Johnstown, PA Mine Catastrophe, Jul 1902


Total Number of Johnstown Colliery Victims Not Yet Known.

Miners Were Eating Lunch When Stricken Down by the Explosion.


Temporary Morgue and Mouth of Pit Surrounded by Thousands of Grief-Stricken Relatives and Friends.

Johnstown, Pa., July 11 – Just as day broke through the pall of fog this morning the grim details of the awful disaster at the rolling mill mine of the Cambria Steel Company dawned with renewed force on the thousands waiting for authentic news as to the extent of the explosion.
Forty-seven dead bodies, all contorted and many blackened and burned, lie stretched on rough slabs at the improvised morgue in the Armory building. Forty more are in cars in the mine ready to be borne out as fast as room can be made for them.
The latest estimates of the number of dead reduce the scope of the calamity so far as the number of dead is concerned, but these, while fixing it at around one hundred, are not conclusive. General Superintendent G. J. ROBINSON would not say this morning whether he thought there were 100 or 300 dead.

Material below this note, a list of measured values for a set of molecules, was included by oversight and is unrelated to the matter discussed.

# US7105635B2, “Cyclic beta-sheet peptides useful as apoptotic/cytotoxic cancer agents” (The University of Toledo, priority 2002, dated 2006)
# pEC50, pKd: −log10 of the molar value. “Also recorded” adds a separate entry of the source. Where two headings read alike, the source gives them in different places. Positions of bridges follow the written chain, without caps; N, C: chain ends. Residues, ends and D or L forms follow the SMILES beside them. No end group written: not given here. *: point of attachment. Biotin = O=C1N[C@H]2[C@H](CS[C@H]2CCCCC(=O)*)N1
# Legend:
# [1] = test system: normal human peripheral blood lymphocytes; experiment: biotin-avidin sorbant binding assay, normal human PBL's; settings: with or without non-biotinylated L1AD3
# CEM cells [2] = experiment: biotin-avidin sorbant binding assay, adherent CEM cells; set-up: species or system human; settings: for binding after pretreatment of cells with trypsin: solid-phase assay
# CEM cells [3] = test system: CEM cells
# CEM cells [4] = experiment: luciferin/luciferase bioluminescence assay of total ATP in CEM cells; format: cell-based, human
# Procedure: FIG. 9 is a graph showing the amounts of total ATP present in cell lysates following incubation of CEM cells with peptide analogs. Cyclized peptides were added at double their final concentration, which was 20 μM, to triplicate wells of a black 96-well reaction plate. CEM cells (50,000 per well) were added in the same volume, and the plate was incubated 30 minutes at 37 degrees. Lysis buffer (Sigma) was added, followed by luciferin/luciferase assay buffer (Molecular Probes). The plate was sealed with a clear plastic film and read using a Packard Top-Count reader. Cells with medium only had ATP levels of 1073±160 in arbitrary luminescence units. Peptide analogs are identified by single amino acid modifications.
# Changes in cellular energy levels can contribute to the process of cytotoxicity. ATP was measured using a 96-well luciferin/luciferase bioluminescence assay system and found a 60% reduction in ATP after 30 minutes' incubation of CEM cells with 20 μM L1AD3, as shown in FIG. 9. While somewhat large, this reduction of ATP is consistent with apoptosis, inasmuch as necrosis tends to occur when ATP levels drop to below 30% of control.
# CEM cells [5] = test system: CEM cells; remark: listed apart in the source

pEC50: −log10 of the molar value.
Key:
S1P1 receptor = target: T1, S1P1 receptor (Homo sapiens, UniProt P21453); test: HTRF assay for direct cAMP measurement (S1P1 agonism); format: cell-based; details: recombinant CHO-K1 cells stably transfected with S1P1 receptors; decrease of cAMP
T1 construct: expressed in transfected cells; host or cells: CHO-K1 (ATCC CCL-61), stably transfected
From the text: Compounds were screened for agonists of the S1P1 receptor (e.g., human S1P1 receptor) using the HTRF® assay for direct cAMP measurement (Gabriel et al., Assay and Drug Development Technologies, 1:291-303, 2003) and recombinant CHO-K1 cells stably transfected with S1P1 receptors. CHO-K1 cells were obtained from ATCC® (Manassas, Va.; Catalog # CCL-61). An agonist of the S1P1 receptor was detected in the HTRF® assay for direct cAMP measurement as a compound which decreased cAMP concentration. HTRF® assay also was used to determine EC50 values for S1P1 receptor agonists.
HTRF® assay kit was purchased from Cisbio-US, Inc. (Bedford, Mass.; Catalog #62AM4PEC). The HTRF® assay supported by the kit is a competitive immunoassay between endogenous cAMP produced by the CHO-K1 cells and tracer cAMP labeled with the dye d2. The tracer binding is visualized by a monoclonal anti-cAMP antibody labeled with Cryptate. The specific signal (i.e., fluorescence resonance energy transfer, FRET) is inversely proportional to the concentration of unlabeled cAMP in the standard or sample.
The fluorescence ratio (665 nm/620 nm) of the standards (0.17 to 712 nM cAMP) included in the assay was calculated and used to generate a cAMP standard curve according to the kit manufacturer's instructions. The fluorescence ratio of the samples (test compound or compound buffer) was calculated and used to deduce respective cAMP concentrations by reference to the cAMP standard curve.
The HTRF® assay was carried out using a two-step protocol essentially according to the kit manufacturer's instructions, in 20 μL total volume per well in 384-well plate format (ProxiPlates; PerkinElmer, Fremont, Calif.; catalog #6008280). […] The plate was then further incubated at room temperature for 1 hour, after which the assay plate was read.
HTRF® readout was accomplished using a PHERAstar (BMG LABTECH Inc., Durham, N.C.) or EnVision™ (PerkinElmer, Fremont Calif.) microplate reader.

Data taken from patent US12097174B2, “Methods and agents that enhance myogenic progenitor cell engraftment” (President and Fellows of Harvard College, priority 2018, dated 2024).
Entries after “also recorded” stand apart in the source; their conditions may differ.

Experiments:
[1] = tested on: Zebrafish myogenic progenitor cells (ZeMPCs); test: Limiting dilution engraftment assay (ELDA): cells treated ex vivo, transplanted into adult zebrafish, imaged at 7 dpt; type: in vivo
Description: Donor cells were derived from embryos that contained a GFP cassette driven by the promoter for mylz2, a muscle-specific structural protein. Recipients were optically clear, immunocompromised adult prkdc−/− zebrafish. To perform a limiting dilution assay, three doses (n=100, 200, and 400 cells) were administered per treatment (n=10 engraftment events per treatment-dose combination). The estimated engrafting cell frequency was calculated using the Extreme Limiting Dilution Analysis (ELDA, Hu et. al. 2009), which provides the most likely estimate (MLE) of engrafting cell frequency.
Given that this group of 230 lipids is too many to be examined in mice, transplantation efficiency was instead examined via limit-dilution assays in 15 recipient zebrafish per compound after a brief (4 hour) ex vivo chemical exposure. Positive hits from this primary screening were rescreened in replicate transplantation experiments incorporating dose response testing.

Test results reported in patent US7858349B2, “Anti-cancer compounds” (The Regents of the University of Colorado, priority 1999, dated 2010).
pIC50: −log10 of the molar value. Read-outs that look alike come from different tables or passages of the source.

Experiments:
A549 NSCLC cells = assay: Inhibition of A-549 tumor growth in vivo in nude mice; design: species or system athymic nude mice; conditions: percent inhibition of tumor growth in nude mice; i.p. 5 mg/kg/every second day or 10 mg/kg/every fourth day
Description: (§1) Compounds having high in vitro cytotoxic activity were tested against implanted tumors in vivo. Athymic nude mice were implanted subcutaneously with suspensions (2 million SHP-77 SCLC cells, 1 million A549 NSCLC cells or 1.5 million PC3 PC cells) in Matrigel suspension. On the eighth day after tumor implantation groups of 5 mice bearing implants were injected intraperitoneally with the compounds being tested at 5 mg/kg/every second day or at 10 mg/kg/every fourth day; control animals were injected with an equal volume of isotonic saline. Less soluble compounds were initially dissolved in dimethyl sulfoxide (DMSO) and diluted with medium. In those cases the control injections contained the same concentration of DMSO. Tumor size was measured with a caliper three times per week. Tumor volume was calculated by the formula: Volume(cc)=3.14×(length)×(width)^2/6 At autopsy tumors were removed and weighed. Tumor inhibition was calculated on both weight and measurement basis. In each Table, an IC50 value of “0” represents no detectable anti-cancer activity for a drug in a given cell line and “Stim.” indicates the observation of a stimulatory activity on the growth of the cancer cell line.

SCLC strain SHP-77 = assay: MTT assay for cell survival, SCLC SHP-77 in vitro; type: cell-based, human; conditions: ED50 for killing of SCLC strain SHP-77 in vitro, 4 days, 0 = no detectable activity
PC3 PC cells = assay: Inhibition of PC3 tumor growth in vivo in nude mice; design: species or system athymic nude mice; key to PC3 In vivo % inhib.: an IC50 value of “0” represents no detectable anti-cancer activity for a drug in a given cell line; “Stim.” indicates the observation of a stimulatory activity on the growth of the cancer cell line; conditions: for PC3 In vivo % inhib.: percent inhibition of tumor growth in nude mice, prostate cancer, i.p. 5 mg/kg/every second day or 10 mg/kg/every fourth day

He says there is no way of telling until a full investigation of the mine is made. When that will be he says he has no means of telling. All rests with the difficulty to be encountered in clearing the heading of after damp.

All in Mine Believed to Be Dead.
The mine officials now concede that no living soul who was in the mine after the explosion and not heard from can possibly be alive.
DR. LOWMAN said that during his stay in the mine last night he counted 65 bodies. At that time he did not have an opportunity to examine many gas-filled chambers of the big workings.
It was 5:55 o'clock when the first train load of victims was brought to the mouth of the main entry. Forty-nine cars were used in bringing out forty-six dead bodies and four living injured.
The discovery of the dead bodies was make by a searching party about 10 o'clock last night. They were lying in the main heading two miles in from the main pit mouth. No attempt was made to remove them until it was established that no more living remained in the mine.

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